Small Acts of Generosity

Speaking in my presentation about the power of small deeds every day in our lives, I heard this powerful story from an audience member on a quiet afternoon.

It is an example of how a small courageous deed from a suffering person can have an immense effect on the lives of people they will probably never meet.

At a date long ago in 1943, the air war over Europe was being fought in which a quarter of a million young people would die. Allied bombers were strategically hitting German targets to weaken their industries, before the coming invasion the following year.

On one mission an American B17 ‘Flying Fortress’ was on a raid when it was hit by a steady stream of anti-aircraft fire.

However, the crippled plane surprisingly made it back to allied territory and the crew survived the encounter.

The intriguing fact was how the bomber had received several direct hits in the fuel tank from the German anti-aircraft shells full of explosive incendiary devices and survived the trip. From the first inspection, the damages incurred should have caused the aircraft to explode in mid-air and kill the entire crew.

On further inspection, it was revealed that the devices had not exploded inside the tank at all and in fact, there were no explosive materials present. Inside the casing of the device instead of explosive materials were notes scribbled in Czech, written by slave labourers at the weapons factories. The notes said, ’this is all we can do for you right now’.

We do not always know the effect we are having by performing small acts of courage and generosity. What many fail to realise is that it is the little things in life that make a life. Little things matter. Little things make lives and destroy lives.

It is a shame that it often takes a real crisis to bring out our best in generosity and comradery. In those moments we realise our need for each other and that we are all on this small ball flying through space together. In many ways it is good we don’t receive every accolade for every good work as it only feeds a ‘what’s in it for me’ attitude.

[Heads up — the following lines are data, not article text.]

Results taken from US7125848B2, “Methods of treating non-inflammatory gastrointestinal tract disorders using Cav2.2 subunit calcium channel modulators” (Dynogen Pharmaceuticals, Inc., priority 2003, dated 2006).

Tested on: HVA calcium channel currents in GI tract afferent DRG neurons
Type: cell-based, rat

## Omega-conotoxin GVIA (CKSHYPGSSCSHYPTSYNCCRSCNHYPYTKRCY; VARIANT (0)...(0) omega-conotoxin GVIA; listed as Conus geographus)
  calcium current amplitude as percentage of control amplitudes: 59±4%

Currently, in a world that fears acts of terrorism, let’s try to be terrorists of goodness by doing positive, anonymous, spontaneous and un-acknowledged acts of mercy and selflessness for those who least expect it. Let’s step out and challenge our ignorance’s and change someone’s day.

Science tells us that there is even a chemical reward in the brain that occurs when we volunteer or provide assistance to others.

Regardless of the source of this mechanism, it is a physiological reminder aimed to help us assist in the development of our communities and provide those sweet moments when someone helps us without reward and once again we realise that the world is a good place and so are most of its people.

We as humans, often seek out things that re-enforce our beliefs and eventually come to interpret new evidence as confirmation of our theories. Look for kindness, find people doing their own random acts of kindness.

This week, do something radical, push out and reach out. Don’t just do what is expected. Do a random act of kindness that will leave someone reeling with surprise.

You might find the world a different place afterwards. Remember that being different is your biggest asset and you don’t have to be like everyone else. If you need a career coach, drop me an email or private message today to get you on the right track.

Dave Brebner.

About the Author:

Dave is an Adult Educator, Speaker and Youth leader living in Western Sydney, Australia where he teaches the Electrical Trades at the Western Sydney Institute. He has Diplomas in Business and Training, a Bachelors Degree in Adult Education, Vocational and Workplace Training and a Masters of Education with a major in Career Development. He has lived with Tourette’s Syndrome, Obsessive Compulsive Disorder and Anxiety Disorders since an early age, you can read his story online. He is married with 6 children. He is a passionate coach and mentor to young people especially in the vocational guidance and career development areas. Dave is a professional member of the Career Development Association of Australia and has authored a course on Living with Tourette’s which you can study and purchase online through his website –


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